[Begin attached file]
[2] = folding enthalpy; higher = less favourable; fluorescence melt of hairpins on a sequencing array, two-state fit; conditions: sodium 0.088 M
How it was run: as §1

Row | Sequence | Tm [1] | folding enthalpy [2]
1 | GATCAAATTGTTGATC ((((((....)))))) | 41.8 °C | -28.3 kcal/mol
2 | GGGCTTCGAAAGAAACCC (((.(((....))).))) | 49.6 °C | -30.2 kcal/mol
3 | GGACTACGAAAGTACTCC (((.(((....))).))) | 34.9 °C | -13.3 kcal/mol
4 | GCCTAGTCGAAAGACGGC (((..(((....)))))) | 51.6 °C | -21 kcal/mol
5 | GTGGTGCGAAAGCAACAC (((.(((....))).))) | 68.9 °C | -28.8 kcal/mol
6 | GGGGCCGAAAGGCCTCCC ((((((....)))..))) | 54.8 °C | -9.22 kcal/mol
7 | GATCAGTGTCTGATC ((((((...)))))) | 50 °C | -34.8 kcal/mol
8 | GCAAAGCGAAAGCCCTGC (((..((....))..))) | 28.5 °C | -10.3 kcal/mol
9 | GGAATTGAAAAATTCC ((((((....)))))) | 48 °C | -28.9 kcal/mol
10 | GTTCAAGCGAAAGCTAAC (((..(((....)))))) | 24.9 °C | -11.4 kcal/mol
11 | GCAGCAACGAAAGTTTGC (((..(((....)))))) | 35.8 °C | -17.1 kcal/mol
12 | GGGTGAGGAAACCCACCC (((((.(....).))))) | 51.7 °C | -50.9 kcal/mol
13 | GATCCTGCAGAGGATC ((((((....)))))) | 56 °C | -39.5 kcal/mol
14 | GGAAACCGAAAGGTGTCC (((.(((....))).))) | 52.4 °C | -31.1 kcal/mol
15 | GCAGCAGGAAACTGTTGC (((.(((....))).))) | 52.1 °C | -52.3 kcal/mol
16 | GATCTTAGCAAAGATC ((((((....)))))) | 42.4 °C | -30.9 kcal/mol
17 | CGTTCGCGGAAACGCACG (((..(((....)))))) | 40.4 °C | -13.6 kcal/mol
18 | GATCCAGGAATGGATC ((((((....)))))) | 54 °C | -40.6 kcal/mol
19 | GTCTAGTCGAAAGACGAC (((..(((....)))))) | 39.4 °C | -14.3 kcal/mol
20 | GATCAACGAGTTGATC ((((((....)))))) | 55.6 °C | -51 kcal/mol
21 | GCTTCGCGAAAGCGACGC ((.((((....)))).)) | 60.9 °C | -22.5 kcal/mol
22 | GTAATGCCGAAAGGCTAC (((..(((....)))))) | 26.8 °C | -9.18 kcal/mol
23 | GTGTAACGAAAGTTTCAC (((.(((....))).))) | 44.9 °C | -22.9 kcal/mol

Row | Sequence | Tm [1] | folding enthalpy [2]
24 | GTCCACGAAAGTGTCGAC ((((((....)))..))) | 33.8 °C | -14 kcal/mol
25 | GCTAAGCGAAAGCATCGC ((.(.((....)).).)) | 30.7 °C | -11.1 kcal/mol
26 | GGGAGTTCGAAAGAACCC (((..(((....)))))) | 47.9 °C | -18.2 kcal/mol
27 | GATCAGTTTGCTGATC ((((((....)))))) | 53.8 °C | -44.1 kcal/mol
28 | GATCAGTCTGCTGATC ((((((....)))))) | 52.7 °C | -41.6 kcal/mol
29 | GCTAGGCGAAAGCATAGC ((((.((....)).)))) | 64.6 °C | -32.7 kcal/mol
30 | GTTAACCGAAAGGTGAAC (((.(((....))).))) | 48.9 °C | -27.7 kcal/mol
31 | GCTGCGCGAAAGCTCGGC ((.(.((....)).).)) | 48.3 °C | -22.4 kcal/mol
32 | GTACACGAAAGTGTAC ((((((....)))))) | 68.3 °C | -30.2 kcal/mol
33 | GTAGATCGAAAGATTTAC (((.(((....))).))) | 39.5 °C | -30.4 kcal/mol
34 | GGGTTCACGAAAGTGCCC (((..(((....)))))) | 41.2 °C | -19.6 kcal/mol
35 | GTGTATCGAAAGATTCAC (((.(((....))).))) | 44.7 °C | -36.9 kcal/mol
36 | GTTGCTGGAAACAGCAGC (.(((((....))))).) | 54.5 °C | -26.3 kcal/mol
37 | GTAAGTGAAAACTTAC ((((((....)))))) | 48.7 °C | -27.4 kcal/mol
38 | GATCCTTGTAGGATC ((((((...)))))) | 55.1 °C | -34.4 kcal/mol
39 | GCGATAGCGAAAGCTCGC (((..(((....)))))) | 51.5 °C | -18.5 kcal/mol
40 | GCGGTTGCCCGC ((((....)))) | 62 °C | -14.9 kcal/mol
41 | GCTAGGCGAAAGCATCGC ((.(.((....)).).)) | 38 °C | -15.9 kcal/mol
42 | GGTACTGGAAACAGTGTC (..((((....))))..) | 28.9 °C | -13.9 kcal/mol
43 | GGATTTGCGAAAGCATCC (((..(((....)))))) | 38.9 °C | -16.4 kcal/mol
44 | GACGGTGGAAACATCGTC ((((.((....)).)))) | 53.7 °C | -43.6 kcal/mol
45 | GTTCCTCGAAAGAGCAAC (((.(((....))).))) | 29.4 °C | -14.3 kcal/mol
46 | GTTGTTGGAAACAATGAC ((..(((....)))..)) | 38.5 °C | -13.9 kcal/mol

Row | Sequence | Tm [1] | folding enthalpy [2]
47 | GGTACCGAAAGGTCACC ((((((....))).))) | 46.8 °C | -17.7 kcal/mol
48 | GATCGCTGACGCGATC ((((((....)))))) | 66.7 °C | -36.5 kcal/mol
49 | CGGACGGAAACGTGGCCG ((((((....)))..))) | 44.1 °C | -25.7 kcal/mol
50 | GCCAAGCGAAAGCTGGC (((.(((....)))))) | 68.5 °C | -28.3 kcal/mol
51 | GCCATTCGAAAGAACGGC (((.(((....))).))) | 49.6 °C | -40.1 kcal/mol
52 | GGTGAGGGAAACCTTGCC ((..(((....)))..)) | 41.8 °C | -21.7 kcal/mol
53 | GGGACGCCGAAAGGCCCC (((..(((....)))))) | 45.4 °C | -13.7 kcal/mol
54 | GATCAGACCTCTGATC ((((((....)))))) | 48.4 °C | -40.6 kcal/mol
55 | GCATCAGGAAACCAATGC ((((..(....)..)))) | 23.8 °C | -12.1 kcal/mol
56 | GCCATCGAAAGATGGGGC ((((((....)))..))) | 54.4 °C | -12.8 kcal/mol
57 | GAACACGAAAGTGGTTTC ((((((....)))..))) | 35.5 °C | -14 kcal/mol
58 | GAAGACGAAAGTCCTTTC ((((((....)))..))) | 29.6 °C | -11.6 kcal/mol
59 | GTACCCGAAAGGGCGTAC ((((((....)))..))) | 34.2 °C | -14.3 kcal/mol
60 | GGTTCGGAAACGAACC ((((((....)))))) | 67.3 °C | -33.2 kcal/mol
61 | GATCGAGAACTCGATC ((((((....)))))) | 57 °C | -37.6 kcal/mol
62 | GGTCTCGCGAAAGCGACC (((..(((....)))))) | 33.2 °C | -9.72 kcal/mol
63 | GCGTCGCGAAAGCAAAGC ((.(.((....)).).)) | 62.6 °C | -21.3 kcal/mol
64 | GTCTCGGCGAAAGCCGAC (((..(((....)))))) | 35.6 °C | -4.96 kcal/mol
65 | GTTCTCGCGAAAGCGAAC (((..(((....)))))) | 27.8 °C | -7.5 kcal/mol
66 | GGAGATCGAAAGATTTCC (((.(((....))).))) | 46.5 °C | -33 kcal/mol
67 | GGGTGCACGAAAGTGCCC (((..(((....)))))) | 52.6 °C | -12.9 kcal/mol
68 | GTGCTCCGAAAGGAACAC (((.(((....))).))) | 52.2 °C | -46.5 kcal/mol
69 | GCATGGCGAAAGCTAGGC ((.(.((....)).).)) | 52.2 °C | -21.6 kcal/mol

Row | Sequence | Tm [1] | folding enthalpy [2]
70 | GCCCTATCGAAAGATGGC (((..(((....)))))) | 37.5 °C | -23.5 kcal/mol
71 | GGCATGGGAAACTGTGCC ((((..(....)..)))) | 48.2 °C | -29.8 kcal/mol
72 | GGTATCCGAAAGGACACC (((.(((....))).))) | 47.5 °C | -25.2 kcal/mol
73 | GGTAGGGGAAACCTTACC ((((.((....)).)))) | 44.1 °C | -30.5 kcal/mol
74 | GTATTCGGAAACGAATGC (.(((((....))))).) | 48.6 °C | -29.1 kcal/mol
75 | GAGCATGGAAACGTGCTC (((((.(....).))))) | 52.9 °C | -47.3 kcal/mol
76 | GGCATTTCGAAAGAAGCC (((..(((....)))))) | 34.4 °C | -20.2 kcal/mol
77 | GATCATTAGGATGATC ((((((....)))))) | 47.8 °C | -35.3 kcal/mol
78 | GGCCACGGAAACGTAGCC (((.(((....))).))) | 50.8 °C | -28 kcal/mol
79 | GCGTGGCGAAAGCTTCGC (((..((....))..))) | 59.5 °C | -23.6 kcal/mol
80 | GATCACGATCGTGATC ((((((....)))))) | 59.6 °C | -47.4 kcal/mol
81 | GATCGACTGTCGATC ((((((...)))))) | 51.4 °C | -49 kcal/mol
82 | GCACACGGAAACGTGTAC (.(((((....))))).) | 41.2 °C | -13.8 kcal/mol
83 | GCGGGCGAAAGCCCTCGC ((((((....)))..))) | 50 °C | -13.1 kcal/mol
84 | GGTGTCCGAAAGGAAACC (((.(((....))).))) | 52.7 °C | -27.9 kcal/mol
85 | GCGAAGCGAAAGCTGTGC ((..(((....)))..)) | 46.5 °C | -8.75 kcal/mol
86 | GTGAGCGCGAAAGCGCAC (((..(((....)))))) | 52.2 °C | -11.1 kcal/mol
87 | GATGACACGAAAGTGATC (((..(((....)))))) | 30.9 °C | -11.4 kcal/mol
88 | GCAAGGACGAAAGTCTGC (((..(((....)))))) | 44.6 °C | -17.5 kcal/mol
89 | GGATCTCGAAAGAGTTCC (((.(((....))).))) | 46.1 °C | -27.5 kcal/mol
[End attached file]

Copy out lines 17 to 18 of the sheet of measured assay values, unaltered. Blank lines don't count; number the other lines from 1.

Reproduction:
14 | GGAAACCGAAAGGTGTCC (((.(((....))).))) | 52.4 °C | -31.1 kcal/mol
15 | GCAGCAGGAAACTGTTGC (((.(((....))).))) | 52.1 °C | -52.3 kcal/mol